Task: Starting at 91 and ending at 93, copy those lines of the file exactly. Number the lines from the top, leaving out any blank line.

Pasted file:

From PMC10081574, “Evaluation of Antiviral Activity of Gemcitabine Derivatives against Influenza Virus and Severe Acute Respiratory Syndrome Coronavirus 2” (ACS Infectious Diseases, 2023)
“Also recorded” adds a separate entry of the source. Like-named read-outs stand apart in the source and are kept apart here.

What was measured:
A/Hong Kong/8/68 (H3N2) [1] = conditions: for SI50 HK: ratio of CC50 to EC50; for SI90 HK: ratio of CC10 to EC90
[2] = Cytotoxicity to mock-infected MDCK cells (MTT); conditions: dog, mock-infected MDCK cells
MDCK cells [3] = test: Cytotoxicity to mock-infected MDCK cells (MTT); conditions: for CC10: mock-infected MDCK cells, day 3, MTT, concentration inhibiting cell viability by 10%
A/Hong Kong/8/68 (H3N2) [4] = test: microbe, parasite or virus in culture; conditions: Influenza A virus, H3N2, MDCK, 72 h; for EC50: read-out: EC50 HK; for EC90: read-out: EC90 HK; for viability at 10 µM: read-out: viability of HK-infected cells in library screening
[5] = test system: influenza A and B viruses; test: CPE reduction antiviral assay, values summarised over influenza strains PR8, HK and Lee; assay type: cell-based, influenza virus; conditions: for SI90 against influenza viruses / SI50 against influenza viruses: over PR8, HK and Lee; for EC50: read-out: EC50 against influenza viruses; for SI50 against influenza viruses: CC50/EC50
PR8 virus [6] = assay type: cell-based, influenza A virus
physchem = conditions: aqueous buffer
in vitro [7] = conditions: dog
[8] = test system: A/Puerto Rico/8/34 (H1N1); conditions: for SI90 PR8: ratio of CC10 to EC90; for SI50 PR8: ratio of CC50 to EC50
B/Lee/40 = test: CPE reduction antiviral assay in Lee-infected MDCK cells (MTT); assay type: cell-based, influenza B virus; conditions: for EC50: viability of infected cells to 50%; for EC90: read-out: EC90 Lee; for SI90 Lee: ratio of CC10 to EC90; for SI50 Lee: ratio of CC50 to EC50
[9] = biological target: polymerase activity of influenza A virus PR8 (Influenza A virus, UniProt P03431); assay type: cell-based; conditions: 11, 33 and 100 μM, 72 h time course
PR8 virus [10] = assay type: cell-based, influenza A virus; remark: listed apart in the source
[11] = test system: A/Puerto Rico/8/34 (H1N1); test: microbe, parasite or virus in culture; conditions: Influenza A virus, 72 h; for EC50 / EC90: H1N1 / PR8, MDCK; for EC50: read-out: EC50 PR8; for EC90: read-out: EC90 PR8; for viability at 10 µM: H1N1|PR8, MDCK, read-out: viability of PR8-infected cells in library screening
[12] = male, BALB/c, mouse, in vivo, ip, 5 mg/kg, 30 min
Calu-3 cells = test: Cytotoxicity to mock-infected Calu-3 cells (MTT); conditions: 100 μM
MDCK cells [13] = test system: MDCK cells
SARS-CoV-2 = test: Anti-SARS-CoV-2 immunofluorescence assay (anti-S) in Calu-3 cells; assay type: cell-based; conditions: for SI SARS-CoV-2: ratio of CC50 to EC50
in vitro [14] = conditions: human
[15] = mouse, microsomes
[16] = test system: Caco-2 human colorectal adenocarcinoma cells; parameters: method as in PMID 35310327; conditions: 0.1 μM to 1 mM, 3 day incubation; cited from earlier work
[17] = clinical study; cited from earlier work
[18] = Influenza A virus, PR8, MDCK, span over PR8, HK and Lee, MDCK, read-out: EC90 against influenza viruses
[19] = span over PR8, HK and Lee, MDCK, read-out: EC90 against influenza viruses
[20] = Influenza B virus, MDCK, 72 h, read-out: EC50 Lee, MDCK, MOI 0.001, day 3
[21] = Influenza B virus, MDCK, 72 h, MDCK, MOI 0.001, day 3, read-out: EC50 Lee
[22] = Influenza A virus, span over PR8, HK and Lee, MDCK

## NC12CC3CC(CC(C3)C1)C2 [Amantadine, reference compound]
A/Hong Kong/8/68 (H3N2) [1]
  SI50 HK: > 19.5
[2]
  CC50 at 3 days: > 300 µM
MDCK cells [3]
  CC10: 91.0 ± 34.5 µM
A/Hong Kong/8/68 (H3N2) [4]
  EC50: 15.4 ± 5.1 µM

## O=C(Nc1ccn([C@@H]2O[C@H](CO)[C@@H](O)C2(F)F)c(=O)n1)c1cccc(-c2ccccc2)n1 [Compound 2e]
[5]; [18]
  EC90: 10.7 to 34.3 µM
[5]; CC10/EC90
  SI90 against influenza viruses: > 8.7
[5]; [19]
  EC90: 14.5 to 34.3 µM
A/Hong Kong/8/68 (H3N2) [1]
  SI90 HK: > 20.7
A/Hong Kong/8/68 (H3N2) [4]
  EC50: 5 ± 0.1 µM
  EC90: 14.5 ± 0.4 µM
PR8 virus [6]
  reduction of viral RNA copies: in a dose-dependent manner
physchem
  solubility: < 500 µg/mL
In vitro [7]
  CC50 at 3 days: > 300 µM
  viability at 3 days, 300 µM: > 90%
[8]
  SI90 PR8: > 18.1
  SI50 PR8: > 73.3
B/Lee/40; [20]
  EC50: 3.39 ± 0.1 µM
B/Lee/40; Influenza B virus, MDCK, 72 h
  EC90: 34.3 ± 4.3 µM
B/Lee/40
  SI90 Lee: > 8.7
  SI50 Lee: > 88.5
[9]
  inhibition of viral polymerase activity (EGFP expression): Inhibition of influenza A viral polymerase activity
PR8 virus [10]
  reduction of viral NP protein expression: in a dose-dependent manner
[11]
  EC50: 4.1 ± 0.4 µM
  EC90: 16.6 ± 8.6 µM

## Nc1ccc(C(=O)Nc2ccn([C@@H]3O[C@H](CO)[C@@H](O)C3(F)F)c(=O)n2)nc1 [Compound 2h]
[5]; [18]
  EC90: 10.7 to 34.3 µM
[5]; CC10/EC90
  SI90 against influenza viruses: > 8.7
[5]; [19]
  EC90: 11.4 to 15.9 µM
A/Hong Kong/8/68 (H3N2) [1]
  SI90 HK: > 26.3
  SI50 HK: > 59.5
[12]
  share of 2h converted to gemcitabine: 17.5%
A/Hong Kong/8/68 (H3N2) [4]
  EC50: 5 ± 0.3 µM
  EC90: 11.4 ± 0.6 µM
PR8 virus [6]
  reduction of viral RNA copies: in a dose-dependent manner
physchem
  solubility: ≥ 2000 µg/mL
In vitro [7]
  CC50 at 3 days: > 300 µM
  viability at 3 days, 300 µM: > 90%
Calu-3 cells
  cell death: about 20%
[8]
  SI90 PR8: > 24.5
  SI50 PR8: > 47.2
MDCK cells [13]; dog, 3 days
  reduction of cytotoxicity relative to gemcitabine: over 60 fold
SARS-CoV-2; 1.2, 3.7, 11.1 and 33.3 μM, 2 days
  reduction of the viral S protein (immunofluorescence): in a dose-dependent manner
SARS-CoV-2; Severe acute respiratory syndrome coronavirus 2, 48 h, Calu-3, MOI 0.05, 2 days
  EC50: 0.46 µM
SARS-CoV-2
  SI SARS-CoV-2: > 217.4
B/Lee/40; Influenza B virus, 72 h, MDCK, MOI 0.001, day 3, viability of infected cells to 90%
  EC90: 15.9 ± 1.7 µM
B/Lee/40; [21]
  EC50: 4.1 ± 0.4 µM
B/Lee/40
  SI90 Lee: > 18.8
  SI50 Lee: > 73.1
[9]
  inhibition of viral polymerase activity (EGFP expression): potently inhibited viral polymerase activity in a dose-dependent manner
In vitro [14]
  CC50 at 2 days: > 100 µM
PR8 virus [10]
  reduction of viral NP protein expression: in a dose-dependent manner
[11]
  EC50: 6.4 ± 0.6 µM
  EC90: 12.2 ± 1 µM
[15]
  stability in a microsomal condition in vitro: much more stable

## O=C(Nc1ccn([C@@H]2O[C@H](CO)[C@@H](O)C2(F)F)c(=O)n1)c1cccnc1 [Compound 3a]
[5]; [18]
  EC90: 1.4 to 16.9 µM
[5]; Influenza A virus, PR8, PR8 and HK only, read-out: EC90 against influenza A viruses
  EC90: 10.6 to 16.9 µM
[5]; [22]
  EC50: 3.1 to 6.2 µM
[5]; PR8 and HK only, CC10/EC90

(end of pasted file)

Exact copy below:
  reduction of viral RNA copies: in a dose-dependent manner
physchem
  solubility: ≥ 2000 µg/mL